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BYOD: If you think you're saving money, think again

Tom Kaneshige | April 5, 2012
It's the battle hymn of the mobile worker: They want to use their personal iPhones, iPads and Android devices instead of company-issued BlackBerry smartphones and PlayBooks to get their jobs done. It's part of a growing trend called BYOD, or bring-your-own-device.

Hidden Cost: Expense Reports

As mentioned earlier, many CIOs aren't on the wireless management ball. These companies spend an average $80-per-month for a company-owned smartphone, or $10 more than a BYOD smartphone. At first glance, this seems to prove BYOD's cost savings, right? Wrong.

You'll have to tack on the hidden cost of reimbursing BYOD employees. Typically, an employee files a monthly expense report for their wireless bill. A single expense report costs about $18 to process, says Aberdeen. Suddenly, the cost of a BYOD smartphone bill runs around $90 per month.

It should be noted that an employee who files an expense report with multiple expenses, including the wireless bill, will still only cost the company $18 to process. That is, mobile BYOD expense reporting will incur this hidden cost only if the expense report was filed solely because of the wireless bill.

BYOD employees often expense their entire wireless bill rather than itemize it. "There's absolutely no visibility into what's personal and what's corporate," Park says. "Even though companies may say they take care of this by putting in a ceiling or fixed expense amount, it doesn't mean they've optimized the cost structure. It just means employees know how high they can go."

Hidden Cost: Security, Management, Data Loss, Oh My!

When a company buys mobile devices in bulk, it can set up a process to automate deployment and management in a scalable way. In a BYOD scenario, an IT person has to input each individual device into a system, punching in phone numbers, IMEIs (international mobile equipment identity), and employee information.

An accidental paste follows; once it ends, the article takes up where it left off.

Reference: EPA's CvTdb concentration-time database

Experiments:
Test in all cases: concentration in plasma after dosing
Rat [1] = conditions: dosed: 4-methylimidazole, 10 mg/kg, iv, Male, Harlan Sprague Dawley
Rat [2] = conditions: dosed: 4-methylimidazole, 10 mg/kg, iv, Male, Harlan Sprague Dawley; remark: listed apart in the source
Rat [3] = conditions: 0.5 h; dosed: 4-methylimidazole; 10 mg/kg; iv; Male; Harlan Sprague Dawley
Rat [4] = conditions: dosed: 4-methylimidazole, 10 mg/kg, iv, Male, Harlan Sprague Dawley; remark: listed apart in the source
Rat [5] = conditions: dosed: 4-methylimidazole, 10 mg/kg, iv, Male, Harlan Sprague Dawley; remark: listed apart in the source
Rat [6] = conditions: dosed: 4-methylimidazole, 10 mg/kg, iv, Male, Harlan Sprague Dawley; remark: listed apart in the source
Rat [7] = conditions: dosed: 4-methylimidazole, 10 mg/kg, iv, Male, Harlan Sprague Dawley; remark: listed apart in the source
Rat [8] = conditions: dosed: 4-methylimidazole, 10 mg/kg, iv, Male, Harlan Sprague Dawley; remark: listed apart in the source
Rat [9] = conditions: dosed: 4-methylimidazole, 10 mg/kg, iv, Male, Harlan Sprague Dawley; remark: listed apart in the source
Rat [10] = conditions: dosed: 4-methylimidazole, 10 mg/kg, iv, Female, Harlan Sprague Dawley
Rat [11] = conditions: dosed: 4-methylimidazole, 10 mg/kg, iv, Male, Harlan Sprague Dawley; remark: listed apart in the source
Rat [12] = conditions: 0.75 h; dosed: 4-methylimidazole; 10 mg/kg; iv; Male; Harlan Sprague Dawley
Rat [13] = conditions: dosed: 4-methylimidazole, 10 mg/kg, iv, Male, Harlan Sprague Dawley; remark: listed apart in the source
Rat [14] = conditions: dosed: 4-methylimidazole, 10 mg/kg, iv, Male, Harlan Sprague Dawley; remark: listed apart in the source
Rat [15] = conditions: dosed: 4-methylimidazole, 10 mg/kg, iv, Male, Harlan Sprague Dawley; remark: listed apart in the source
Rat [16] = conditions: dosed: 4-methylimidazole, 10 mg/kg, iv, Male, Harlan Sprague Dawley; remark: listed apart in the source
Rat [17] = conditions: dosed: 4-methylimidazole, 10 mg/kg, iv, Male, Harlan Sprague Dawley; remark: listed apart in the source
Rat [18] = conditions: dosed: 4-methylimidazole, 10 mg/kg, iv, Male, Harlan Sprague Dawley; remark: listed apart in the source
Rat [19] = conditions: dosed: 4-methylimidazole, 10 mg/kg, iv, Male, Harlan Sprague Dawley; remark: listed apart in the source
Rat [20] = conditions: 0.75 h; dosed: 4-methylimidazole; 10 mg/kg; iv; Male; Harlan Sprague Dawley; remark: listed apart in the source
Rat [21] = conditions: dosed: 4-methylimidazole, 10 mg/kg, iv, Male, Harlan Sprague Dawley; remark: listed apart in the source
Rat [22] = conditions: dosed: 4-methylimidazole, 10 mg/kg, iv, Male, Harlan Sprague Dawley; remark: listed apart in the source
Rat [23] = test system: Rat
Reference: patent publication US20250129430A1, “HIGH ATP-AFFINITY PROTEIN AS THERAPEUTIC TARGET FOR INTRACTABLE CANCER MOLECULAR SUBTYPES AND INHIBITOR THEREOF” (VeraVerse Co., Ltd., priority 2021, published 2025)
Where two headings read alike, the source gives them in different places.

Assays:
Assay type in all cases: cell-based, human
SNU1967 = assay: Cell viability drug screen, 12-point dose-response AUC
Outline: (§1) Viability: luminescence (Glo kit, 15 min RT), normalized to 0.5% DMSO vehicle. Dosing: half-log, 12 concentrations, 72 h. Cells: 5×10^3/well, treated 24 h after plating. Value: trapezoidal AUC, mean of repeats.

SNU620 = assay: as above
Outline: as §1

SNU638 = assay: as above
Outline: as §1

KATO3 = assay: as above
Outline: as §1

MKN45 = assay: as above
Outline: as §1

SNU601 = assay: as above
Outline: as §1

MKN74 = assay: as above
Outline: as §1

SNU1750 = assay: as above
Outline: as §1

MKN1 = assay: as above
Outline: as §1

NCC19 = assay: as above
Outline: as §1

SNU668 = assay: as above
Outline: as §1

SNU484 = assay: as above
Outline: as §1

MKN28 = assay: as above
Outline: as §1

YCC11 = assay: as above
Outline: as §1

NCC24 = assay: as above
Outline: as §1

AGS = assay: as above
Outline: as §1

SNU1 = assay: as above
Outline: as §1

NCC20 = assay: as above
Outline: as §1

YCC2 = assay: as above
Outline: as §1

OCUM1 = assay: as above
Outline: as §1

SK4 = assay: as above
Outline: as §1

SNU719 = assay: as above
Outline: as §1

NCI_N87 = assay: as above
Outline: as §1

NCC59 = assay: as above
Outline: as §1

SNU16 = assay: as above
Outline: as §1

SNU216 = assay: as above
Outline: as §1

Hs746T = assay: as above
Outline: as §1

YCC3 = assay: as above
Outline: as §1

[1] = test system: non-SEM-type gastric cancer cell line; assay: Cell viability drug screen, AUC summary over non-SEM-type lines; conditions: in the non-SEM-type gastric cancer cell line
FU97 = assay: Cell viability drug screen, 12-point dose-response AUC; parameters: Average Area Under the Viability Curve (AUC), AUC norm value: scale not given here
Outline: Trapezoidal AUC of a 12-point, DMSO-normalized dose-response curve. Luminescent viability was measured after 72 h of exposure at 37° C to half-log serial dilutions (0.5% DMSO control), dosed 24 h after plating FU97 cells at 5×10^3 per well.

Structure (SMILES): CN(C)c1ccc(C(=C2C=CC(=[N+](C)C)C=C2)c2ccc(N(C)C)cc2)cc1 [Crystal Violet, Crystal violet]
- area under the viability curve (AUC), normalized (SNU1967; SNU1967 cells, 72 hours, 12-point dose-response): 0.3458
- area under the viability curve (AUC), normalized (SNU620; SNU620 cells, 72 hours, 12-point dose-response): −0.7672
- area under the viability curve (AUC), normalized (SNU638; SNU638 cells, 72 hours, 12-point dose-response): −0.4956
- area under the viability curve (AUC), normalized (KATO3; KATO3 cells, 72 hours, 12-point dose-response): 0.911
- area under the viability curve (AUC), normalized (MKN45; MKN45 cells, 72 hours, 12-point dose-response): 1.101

Aberdeen doesn't provide a cost to this labor-intensive practice. Nevertheless, "It's a pretty realistic pain-point for a company dealing with BYOD on an ongoing basis," Park says.

Slideshow: 15 Best iPhone Apps for Busy CEOs

Then there's a boatload of security and compliance costs associated with mobile BYOD. Typically, BYOD brings iOS iPhones and iPads into BlackBerry shops. This means CIOs will have to invest in a multi-platform mobile device management solution and other software, maybe even a VPN (virtual private network) layer.

"The cost of compliance--ensuring governance, risk management and compliance--is also more difficult when devices must be chased down individually," Park says.

One can see how BYOD could become a nightmare for CIOs. Avanade, a business technology services firm, which surveyed more than 600 IT decision makers late last year, discovered something rather alarming: More than half of companies reported experiencing a security breach as a result of consumer gadgets.

Hidden Cost: Who's Helping the Help Desk?

Then there's the hidden cost in help desk support.

With BYOD, IT departments are caught between the proverbial rock and hard place: IT doesn't control the actions of the carrier or the devices, yet is still being held responsible to support BYOD employees, even if IT isn't getting additional resources to do so.

 

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